Prussia – Busby – Reserve Officer – 1. Leib Husaren Rgt Nr 1 – With Parade Feathers
This amazing reserve officer’s busby hails from Prussia’s legendary 1. Leib-Husaren-Regiment Nr 1. The 1. Leib-Husaren-Regiment Nr 1 was one of the Imperial German Army’s most fabled Kavallerie Regiments. It was founded in 1741, garrisoned at Danzig-Langfuhr, and attached to the XVII. Armeekorps. The regiment, along with its sister regiment 2. Leib-Husaren-Regiment Königin Victoria von Preußen Nr 2, was one of only two Prussian Army Regiments to display the Totenkopf on their wappens. Two other NON-Prussian Army Regiments displayed a different Totenkopf-style: the Duchy of Braunschweig’s Husaren-Regiment Nr 17 and Infanterie-Regiment Nr 92. These four were the only Imperial German regiments to display the Totenkopf on their dress headdresses, schirmmützen and mützen.
Our busby’s body is covered with sumptuous possum fur that is in very fine condition. No fur loss is evident. The magnificent silver/German silver wappen, which immediately draws one’s attention, measures 2 ½” x 2 ¾.” The wappen’s silver boasts a scrumptious patina. The Totenkopf’s eyes and nose are backed with black velvet, giving it a sinister appearance. The chin scales are gold-toned, have their correct leather backing and are 100% correct for a Husaren busby. If we look at each individual scale, we can detect decades-worth of built-up dirt and gunk. This confirms it is an all-original busby (more confirmation follows). The chin scales are pinned-up in the classic Hussar manner (i.e., dropped underneath the chin and connected when needed). As is correct, only one kokarde is present (on the right from the wearer’s perspective). We can tell it is a post-1897 busby, as the single officer’s kokarde is for the Reich, NOT Prussia (as it was prior to 1897).
Directly above the wappen at the busby’s front is the feldzeichen (field badge). We know it definitely is an officer’s-quality piece from the silver bullion wrapped around the feldzeichen. The badge’s center is made of black velvet. A correct Prussian reserve officer’s cross is attached to the feldzeichen’s center. A subtle difference occurs between Hussar feldzeichens and those used on tschakos. What, you ask? The Husaren feldzeichen is wider. While other feldzeichens may LOOK similar, our example is wider and plumper, (confirmed when I physically compared it to other feldzeichens).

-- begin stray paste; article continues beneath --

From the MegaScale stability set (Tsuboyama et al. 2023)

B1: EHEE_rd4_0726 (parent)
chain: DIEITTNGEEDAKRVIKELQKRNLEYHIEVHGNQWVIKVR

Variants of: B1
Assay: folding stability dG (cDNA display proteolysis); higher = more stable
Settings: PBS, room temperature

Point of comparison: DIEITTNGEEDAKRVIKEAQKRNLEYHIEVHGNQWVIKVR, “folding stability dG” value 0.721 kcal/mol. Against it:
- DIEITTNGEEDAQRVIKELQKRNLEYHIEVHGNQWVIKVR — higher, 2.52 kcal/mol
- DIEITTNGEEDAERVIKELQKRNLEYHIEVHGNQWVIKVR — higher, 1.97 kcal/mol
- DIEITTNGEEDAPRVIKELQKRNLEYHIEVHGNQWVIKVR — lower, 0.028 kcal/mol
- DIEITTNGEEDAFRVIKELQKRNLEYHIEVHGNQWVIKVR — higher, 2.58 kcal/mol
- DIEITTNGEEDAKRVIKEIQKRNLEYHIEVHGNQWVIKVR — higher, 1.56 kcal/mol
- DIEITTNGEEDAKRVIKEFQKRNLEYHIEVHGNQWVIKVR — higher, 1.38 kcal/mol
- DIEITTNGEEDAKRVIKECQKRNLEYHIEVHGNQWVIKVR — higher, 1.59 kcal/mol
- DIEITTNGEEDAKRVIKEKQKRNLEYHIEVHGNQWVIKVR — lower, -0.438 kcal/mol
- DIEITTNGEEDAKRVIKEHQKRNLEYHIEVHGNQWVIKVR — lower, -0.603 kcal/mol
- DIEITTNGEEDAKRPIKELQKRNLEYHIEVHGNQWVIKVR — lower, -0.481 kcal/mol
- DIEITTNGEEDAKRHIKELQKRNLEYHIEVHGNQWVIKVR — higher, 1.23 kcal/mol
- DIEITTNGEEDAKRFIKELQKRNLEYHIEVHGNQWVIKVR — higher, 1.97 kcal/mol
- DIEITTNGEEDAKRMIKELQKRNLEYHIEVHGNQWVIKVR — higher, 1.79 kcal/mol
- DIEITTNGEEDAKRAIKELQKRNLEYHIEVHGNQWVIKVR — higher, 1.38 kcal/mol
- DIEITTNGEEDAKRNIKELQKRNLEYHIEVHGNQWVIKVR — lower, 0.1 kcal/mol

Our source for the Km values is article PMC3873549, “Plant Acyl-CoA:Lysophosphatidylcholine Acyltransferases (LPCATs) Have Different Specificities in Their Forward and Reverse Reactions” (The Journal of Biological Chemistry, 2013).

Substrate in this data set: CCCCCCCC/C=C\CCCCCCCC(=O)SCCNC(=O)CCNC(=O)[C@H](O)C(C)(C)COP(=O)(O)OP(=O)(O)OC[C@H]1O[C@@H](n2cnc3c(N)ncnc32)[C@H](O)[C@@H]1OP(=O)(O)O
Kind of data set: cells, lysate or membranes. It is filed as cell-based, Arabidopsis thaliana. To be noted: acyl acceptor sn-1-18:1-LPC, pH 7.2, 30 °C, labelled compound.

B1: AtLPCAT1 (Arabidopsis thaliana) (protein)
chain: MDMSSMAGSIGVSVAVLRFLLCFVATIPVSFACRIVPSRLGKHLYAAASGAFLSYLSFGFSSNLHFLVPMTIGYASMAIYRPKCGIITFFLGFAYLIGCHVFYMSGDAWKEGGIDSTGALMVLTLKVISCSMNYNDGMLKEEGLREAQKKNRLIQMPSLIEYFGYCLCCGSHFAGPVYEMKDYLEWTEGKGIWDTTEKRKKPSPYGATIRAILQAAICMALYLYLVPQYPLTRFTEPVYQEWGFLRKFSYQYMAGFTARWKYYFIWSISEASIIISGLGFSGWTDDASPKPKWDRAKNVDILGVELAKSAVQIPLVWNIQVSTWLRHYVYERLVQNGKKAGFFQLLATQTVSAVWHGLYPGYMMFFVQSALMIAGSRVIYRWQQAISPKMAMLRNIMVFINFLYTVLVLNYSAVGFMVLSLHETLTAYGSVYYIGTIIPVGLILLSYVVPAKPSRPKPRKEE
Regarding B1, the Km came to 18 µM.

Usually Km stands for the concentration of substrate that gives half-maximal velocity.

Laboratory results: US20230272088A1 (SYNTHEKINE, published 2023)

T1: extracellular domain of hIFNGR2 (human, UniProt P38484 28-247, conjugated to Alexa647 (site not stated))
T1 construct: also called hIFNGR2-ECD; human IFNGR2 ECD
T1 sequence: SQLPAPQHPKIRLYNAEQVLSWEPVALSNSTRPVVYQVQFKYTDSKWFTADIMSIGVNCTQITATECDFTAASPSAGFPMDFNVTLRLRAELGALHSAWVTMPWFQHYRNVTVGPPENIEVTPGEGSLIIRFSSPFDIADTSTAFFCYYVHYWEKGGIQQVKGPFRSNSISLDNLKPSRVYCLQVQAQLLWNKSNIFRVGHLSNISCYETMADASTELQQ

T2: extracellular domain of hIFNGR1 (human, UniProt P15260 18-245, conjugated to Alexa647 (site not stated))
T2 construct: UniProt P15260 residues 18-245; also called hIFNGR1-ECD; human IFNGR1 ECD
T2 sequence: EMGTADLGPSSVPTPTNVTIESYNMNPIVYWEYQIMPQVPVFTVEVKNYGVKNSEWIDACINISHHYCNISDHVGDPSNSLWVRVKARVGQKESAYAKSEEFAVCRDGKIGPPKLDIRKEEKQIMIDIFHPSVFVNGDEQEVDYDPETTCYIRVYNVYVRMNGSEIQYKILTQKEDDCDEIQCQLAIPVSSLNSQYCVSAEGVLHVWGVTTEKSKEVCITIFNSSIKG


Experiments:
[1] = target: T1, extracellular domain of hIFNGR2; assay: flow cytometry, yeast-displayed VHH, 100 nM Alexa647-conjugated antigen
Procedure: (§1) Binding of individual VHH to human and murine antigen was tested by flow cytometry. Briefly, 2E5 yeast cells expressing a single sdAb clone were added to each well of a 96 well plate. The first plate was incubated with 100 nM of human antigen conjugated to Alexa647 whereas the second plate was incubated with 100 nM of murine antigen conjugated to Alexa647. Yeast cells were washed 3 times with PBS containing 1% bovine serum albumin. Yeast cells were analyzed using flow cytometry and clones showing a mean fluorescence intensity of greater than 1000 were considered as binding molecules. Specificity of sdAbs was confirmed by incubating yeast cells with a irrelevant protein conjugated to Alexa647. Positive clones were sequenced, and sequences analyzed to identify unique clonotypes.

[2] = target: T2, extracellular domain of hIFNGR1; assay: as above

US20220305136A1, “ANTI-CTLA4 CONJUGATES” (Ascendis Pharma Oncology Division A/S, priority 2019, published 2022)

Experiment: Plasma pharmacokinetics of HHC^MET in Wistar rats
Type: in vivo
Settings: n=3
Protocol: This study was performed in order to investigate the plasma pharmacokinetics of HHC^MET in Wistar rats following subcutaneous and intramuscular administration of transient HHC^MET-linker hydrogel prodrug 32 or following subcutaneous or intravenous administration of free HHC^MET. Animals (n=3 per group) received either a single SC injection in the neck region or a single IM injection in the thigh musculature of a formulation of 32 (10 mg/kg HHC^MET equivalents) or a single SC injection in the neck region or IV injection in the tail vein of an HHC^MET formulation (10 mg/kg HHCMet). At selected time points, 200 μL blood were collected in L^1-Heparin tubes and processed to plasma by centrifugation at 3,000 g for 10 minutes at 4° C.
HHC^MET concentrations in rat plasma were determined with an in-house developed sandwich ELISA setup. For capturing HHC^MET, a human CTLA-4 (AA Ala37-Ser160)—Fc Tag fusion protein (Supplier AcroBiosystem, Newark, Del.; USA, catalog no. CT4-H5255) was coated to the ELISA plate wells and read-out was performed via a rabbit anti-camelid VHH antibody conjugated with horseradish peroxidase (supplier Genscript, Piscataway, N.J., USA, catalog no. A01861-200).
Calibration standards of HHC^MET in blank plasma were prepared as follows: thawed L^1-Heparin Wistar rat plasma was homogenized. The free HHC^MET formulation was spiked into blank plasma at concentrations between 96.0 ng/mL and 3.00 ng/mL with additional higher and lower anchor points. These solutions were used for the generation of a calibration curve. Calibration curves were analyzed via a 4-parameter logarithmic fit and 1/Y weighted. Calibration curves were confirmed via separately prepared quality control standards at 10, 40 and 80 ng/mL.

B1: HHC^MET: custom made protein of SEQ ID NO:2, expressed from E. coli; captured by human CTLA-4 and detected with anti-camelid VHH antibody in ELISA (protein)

The busby’s red kolpak clearly identifies it as a 1. Leib-Husaren-Regiment Nr 1 example. [If it sported a WHITE kolpak, it would be correct for the 2. Leib-Husaren-Regiment Königin Victoria von Preußen Nr 2]. The kolpak reveals a couple of very small moth nips. They are in no way detractive to its overall presentation. The exterior’s final detail is the very rare, correct parade (heron) feathers in their special trichter.
The busby’s interior reveals a fine, light-brown leather sweatband that is in excellent condition. A gray silk liner is attached to the sweatband. Some minor shredding appears at the liner attachment’s back. A busby’s liner is far different from that used on a spiked helmet. While the liner IS attached to the sweatband, it is NOT divided into two halves like a pickelhaube liner. Instead, it is fashioned from ONE piece of silk. The latter does not cover the busby’s entire interior, but sports a cutout in its center.
This is a sensational busby from one of Germany’s most fabled regiments. Kaiser Wilhelm II, Kronprinz Wilhelm, and Generalfeldmarschall August von Mackensen all frequently sported this same busby when they proudly wore its regiment’s uniforms. [Von Mackensen had served in the regiment as a young officer during the 1870-1871 Franco-Prussian War. During that conflict he was awarded the 1870 Iron Cross 2nd Class]. The busby will make an amazing centerpiece for any collection, general or headdress.